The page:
A new study by researchers at Children’s Hospital Los Angeles (CHLA) has shown that neonatal mouse hearts have varying regenerative capacities depending upon the severity of injury.
Using cryoinjury — damaging the heart through exposure to extreme cold in order to mimic cellular injury caused by myocardial infarction — investigators found that neonatal mouse hearts can fully recover normal function following a mild injury, though they fail to regenerate after a severe injury.
Published online by the journal Developmental Biology, the study suggests that cardiac regeneration strategies should be based on the type and severity of heart injury.
“Using models such as zebrafish and neonatal mice that regenerate their hearts naturally, we can begin to identify important molecules that enhance heart repair,” said Ellen Lien, PhD, of the Saban Research Institute of CHLA. Lien, who was senior author on the paper, is also an assistant professor at the Keck School of Medicine of USC and a principal investigator with USC Stem Cell.
Newborn mice have shown the capacity for heart regeneration, but it is rapidly lost by seven days after birth. Approaches to extend this regenerative capacity in a mammalian model from the neonatal period to the juvenile or adult period could help identify new treatment options for humans.
Acute myocardial infarction, commonly known as a heart attack, can be classified according to the extent of damage to the heart muscle. Severe, or transmural injury, is associated with a blood supply blockage to the full thickness of the heart. Non-transmural injury indicates a blockage that penetrates only partially through the heart muscle. The investigators were able to develop models for both types of injury.
In addition to differences in regenerative capacity, the investigators also found that an indicator of tissue fibrosis or “scarring” — profibrotic marker PAI-1 — was markedly elevated only after transmural injury. In both models post-injury, the cells that form heart muscle, cardiomyocytes, did not increase significantly. Responses to cardiac injury repair in the outer layer of the heart (epicardium) and blood vessels (revascularization) were present, however.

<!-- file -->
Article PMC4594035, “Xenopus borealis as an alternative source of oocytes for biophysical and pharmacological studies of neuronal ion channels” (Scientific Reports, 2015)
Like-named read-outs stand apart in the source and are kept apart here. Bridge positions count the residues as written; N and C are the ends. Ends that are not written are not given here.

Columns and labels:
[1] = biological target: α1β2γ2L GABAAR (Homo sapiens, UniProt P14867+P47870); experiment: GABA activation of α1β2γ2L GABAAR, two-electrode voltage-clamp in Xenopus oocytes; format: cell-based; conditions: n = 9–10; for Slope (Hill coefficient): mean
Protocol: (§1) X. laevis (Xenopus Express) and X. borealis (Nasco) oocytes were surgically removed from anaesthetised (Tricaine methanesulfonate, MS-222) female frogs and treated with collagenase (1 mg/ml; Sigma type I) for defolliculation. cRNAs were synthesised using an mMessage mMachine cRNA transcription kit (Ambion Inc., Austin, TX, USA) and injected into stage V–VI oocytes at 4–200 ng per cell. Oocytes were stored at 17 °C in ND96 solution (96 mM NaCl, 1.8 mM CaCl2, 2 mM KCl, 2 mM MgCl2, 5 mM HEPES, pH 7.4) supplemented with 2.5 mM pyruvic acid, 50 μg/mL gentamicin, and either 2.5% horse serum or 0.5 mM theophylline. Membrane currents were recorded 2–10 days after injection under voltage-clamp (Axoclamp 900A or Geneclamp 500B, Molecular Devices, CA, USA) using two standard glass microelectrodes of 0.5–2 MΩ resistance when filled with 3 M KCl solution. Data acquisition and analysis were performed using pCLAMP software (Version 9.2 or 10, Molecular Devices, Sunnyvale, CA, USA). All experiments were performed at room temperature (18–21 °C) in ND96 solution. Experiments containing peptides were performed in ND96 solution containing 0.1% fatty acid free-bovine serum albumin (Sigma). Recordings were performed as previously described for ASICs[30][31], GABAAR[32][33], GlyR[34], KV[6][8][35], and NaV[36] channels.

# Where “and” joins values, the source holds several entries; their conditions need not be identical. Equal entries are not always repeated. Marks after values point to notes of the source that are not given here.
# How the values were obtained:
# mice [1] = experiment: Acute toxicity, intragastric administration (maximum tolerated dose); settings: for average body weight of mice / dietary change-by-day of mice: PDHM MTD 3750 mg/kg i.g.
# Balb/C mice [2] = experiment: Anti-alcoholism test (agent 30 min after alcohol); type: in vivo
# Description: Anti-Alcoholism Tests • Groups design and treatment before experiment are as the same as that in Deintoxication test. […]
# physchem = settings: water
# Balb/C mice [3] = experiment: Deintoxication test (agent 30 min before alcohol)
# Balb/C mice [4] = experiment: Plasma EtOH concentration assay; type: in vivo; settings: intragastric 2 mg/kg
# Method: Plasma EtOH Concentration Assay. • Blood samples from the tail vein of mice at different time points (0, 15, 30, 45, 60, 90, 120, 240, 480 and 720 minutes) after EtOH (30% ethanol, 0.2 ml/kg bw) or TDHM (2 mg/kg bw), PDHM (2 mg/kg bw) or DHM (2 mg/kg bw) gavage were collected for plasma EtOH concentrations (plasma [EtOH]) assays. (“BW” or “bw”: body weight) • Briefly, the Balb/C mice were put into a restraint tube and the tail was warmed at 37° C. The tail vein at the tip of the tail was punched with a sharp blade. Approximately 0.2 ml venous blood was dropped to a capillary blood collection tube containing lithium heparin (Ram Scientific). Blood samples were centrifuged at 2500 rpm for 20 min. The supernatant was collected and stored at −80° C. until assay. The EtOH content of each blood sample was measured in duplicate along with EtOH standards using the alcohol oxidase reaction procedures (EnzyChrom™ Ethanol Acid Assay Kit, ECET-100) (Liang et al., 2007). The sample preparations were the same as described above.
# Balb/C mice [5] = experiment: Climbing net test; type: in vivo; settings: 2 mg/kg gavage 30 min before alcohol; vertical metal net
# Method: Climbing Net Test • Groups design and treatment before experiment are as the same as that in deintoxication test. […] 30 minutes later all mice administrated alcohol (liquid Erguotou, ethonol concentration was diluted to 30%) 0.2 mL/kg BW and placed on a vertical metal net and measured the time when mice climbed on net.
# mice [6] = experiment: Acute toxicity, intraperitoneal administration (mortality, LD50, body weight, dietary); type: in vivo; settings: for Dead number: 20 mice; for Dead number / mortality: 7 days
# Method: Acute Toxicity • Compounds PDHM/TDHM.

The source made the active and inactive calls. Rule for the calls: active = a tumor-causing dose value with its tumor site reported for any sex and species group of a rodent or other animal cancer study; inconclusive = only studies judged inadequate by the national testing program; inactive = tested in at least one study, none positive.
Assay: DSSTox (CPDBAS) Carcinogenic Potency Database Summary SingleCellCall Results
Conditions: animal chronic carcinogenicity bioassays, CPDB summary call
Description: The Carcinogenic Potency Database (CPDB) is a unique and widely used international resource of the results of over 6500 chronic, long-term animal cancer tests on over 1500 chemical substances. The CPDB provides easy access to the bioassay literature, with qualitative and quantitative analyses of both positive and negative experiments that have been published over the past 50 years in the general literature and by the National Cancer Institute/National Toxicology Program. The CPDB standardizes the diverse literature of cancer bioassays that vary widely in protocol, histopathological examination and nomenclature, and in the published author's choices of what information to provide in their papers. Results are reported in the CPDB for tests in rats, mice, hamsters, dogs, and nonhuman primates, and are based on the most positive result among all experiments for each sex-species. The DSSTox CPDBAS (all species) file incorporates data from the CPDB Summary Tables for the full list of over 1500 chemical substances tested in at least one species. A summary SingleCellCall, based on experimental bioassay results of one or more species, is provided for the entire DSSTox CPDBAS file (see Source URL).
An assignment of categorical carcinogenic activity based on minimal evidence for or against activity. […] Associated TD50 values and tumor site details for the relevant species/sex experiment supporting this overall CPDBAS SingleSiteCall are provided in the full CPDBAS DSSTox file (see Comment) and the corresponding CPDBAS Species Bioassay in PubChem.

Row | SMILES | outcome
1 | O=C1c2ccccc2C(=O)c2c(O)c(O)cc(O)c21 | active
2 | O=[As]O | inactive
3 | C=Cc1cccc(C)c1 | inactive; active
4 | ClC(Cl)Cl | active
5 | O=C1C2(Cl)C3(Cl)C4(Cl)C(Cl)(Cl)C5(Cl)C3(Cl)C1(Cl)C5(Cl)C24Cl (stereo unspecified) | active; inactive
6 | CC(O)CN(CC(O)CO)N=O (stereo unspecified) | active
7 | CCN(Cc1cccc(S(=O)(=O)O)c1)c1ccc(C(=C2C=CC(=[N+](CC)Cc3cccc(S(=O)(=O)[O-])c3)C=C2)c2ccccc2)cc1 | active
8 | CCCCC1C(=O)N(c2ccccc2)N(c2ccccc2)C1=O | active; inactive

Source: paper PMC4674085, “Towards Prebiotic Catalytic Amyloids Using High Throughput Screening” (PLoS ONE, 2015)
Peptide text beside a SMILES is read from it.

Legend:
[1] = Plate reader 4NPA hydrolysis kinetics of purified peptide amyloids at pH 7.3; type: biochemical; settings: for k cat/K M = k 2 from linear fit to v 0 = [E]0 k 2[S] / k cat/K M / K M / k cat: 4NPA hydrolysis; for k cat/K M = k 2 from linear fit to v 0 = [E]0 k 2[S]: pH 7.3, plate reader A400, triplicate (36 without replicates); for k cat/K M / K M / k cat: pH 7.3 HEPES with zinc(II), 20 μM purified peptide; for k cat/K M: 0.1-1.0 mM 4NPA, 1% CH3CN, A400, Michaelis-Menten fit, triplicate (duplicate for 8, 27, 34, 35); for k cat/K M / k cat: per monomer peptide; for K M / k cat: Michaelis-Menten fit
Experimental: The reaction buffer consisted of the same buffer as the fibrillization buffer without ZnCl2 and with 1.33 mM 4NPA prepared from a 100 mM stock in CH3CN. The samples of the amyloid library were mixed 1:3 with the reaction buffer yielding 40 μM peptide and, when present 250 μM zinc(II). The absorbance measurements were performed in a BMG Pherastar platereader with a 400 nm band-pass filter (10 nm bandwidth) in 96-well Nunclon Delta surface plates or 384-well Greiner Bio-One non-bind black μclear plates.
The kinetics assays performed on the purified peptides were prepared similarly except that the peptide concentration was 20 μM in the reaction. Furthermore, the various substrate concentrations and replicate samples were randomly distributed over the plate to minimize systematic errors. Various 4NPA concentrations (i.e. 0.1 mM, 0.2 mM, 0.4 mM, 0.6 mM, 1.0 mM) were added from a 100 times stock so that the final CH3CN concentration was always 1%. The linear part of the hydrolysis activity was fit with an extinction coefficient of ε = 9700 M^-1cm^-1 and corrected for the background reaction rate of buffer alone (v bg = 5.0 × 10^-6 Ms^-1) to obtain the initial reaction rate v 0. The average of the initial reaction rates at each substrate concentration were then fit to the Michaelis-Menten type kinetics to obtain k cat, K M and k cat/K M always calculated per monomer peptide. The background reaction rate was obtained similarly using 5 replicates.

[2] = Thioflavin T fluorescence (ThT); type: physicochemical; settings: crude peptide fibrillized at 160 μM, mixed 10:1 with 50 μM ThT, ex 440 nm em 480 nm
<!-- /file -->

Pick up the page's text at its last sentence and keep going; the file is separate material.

“If we can figure out how to activate this youthful type of myocardial regeneration program in humans, it will be a major clinical breakthrough,” said David Warburton, MD, director of developmental biology and regenerative medicine at the Saban Research Institute of CHLA. Warburton is also a member of the USC Stem Cell Executive Committee, a professor at the Keck School of Medicine of USC and a co-author on the paper.
Additional contributors include Ali Darehzereshki, Nicole Rubin, Laurent Gamba, Jieun Kim, James Fraser, Ying Huang, Joshua Billings and John Wood of the Saban Research Institute of CHLA; Robabeh Mohammadzadeh of the Broad Center of Stem Cell and Regenerative Medicine, USC; and Vesa Kaartinen, University of Michigan.
— Ellin Kavanagh